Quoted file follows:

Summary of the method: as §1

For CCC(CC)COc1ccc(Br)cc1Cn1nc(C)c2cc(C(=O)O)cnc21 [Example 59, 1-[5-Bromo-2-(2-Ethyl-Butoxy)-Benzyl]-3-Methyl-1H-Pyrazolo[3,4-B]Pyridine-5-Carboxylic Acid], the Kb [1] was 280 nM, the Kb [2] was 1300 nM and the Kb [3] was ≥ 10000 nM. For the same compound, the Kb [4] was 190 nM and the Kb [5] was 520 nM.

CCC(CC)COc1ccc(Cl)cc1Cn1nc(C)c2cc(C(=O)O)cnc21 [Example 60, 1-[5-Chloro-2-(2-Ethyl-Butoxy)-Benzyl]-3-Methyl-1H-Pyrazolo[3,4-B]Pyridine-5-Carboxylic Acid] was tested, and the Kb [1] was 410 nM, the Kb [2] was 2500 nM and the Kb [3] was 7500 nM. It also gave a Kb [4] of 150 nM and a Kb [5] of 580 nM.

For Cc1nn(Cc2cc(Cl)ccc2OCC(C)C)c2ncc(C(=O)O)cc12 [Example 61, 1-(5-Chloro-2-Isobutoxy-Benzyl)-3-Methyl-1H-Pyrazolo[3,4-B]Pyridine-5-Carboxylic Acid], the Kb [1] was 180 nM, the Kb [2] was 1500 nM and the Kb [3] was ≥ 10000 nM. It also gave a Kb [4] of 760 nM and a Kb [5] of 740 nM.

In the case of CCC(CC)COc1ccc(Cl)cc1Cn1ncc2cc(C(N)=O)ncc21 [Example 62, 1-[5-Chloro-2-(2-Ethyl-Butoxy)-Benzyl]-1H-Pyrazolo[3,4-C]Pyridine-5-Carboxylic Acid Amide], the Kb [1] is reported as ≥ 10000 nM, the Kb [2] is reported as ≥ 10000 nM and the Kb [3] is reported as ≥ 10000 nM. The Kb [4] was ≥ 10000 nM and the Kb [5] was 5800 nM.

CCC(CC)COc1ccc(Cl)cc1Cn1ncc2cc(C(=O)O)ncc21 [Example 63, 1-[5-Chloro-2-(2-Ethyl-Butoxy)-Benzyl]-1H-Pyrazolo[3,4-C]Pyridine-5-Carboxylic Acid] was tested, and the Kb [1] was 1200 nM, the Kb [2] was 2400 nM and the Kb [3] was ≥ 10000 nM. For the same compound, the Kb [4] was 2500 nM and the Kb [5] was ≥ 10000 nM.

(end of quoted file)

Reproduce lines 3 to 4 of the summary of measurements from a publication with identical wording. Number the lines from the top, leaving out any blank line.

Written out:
CCC(CC)COc1ccc(Cl)cc1Cn1nc(C)c2cc(C(=O)O)cnc21 [Example 60, 1-[5-Chloro-2-(2-Ethyl-Butoxy)-Benzyl]-3-Methyl-1H-Pyrazolo[3,4-B]Pyridine-5-Carboxylic Acid] was tested, and the Kb [1] was 410 nM, the Kb [2] was 2500 nM and the Kb [3] was 7500 nM. It also gave a Kb [4] of 150 nM and a Kb [5] of 580 nM.

For Cc1nn(Cc2cc(Cl)ccc2OCC(C)C)c2ncc(C(=O)O)cc12 [Example 61, 1-(5-Chloro-2-Isobutoxy-Benzyl)-3-Methyl-1H-Pyrazolo[3,4-B]Pyridine-5-Carboxylic Acid], the Kb [1] was 180 nM, the Kb [2] was 1500 nM and the Kb [3] was ≥ 10000 nM. It also gave a Kb [4] of 760 nM and a Kb [5] of 740 nM.